PCA work carried out without formal appointment

Friday, 22 July, 2016
A certifier wasn't formally appointed as PCA but carried out some of this work over a three year period. After issuing a CDC, the certifier inspected the site and gave the owner an inspection report and detailed advice on how to obtain an occupation certificate.

Lessons identified in this case

  • Don't issue a complying development certificate (CDC) that names you as the principal certifying authority (PCA), unless you've been formally appointed. In most cases, the owner will appoint the same certifier who issued the CDC or construction certificate, but you shouldn't pre-empt this (noting that the PCA appointment would generally come after the CDC is issued).
  • Consider how your actions and advice could be interpreted by someone with limited understanding of the certification process. Average home owners may be unaware that they need to appoint a PCA, and that not doing so can jeopardise issue of an occupation certificate (OC).

Setting the scene: relevant legislative provisions

Building Professionals Act 2005

  • Section 85(2) makes it an offence for a certifier to falsely represent that he/she is the PCA for a development.

Environmental Planning and Assessment Act 1979

  • Section 109D(2) prohibits the issue of an OC except by the PCA.
  • Section 109E(1) requires the person with benefit of the CDC to appoint a PCA before work commences.

Environmental Planning and Assessment Regulation 2000

  • Clause 162A sets the critical stage inspections to be carried out during construction.

Case details

The certifier issued a CDC to build a detached granny flat.

Documents suggested PCA appointment made

The certifier had not been formally appointed the PCA, but the CDC gave his name and details under the heading 'Principal Certifying Authority' and he signed it under the heading 'PCA's Certification Statement'.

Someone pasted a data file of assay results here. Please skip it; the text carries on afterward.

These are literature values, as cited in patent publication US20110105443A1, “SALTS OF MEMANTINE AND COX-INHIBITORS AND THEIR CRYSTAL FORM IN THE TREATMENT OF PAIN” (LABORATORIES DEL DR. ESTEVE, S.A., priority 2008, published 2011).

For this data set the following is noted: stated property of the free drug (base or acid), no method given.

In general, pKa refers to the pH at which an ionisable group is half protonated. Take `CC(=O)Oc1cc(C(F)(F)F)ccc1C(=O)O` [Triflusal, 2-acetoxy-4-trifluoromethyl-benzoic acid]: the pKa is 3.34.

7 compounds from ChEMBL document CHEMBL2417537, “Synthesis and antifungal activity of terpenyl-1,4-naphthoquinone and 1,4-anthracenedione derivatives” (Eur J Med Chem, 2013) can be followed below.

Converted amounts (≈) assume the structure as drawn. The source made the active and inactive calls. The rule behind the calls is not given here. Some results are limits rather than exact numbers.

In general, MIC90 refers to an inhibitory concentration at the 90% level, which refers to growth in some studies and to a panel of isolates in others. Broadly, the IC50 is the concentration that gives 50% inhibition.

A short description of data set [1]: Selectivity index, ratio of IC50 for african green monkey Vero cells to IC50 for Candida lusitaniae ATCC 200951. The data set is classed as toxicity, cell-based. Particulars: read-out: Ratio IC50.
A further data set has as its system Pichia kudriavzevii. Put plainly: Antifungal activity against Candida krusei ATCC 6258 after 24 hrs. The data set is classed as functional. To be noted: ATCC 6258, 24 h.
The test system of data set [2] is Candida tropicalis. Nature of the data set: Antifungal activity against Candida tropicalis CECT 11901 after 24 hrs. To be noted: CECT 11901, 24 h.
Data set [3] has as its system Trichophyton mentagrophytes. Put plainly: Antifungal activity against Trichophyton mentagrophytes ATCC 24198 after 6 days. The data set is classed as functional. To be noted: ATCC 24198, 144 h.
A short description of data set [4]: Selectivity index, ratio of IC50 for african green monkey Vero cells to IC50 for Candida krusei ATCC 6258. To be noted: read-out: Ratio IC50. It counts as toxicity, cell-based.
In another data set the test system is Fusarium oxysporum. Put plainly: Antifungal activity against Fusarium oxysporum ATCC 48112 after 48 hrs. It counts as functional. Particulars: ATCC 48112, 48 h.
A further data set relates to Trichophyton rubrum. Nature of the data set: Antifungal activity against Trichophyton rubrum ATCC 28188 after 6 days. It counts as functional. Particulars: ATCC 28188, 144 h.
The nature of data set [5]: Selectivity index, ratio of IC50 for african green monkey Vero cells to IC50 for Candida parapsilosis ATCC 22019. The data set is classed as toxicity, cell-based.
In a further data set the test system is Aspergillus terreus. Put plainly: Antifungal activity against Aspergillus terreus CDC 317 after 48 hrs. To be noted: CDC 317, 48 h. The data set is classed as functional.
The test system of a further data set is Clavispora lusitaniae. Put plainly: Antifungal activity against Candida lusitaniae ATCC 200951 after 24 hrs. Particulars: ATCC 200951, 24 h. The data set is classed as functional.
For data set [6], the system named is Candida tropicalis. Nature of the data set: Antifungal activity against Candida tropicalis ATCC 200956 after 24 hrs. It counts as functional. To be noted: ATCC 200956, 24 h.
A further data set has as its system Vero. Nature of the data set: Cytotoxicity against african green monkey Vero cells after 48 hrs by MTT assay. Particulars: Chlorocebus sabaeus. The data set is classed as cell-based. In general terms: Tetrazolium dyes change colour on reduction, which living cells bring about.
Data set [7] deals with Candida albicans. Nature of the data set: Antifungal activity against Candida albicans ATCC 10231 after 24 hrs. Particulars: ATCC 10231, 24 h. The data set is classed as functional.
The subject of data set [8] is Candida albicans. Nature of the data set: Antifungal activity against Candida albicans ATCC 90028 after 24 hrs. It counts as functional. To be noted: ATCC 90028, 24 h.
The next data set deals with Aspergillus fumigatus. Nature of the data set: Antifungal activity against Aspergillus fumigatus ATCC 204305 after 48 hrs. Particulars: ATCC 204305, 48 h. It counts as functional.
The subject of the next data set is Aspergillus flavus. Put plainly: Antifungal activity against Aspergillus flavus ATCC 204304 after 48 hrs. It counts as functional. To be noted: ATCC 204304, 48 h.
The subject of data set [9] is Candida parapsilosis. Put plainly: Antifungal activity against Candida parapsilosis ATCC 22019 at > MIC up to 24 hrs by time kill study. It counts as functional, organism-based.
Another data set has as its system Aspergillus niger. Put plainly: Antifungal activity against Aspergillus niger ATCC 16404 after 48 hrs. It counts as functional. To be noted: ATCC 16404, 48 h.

One month after issuing the CDC, and not having received a PCA appointment form, the certifier visited the site to see if work had started. It had, and he sent the owner an 'inspection result sheet' but did not notify the local council of the unauthorised development.

The 'inspection result sheet' listed the relevant critical stage and advised how to address the non-compliant (and unauthorised) work. The inspection sheet also showed the certifier's business logo with the tagline 'Principal Certifying Authority'. This appeared immediately above the inspection results and was easily interpreted as a heading rather than part of the logo, regardless of the reader's familiarity with the certification system.

Therefore, the certifier's CDC and 'inspection result sheet' sent a very strong message that he was the PCA.

Advice to applicant fulfilled PCA function

In three letters, each sent to the owner about a year apart, the certifier gave detailed advice on how to finalise the development.

The first two letters explained the steps for the owner to obtain an OC from the certifier, and requested a completed PCA appointment form. In his third letter, the certifier withdrew his offer to act as PCA and recommended the owner ask the council for a building certificate.

The letters advised that a formal PCA appointment was needed but, at best, this could only confuse the owner since the CDC and 'inspection result sheet' suggested the certifier was already the PCA.

The letters also failed to convey the serious consequences of proceeding without a PCA.

The Board's findings

The Board reprimanded the certifier and issued a $3,000 fine.

Conclusion

The certifier believed he was acting appropriately and helping the owner in circumstances of unauthorised development due to there being no PCA appointment. However, he should have realised the wrongful impression his actions could make on someone who was unfamiliar with the certification system.

The certifier didn't convey the seriousness of not formally appointing a PCA, and of missing critical stage inspections. His actions made the PCA appointment seem like a formality alongside other completion matters, rather than something that, if skipped, prevented issue of an OC. He also didn't properly deal with the unauthorised work and alert the council to it, which he could have done at any time.

Legislation cited

More information